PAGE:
Parental Directiveness and Responsivity toward Young Children with Complex Communication NeedsInternational Journal of Speech-Language Pathology
AbstractPurpose: The aim of the present study was to determine if parent responsiveness to their children with complex communication needs (CCN) during naturalistic play changed over an 18-month period and determine if any such changes were influenced by the child’s overall level of receptive and expressive language development, motor development or differing play contexts. This longitudinal information is important for early intervention speech-language pathologists and parents of children with developmental disabilities for whom the use of parent-directed responsivity interventions may be encouraged. Method: Over an 18-month period, 37 parents of young children who had physical and/or neurological disabilities participated in three home-based parent–child play episodes. Videotapes of each play episode were extracted and coded. Result: Results indicated parents who were initially responsive showed a significant tendency to continue to be so. Early on, parents were significantly more likely to be directive during object play than social play and significantly more likely to interact responsively during social play than object play. Conclusion: Parents of children with developmental disabilities were not consistently less responsive to their children based on motor or language capabilities. Previous reports of higher parental directiveness with children who have developmental disabilities may be attributable to object-based play interactions.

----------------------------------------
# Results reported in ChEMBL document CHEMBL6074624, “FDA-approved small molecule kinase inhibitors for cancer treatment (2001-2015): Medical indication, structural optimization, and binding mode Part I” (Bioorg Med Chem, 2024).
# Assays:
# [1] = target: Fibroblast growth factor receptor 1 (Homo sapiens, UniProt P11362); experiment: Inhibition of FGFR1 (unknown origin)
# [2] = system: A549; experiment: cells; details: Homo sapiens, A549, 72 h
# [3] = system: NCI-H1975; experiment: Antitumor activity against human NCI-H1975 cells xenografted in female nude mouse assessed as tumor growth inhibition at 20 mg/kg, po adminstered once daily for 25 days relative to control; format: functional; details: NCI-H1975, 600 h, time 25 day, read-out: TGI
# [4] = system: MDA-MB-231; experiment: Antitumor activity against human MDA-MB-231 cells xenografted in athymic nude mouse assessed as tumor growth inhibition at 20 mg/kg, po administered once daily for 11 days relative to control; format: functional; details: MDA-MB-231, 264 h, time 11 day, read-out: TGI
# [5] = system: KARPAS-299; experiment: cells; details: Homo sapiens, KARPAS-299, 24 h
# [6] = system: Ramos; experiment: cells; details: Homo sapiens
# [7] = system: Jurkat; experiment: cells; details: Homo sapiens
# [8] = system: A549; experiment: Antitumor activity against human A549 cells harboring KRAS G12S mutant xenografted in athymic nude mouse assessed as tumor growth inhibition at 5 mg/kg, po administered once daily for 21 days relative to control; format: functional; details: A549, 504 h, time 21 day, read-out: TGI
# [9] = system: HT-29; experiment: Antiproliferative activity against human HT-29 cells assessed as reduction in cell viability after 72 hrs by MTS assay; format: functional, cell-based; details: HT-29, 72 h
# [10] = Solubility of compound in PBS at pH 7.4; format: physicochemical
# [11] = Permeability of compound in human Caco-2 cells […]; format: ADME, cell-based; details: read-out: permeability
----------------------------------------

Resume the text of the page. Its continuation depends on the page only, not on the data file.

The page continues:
Citation InformationShari L. DeVeney, Cynthia J. Cress and Matthew Lambert. "Parental Directiveness and Responsivity toward Young Children with Complex Communication Needs" International Journal of Speech-Language Pathology Vol. 18 Iss. 1 (2016) p. 53 - 64
Available at: http://works.bepress.com/shari-deveney/10/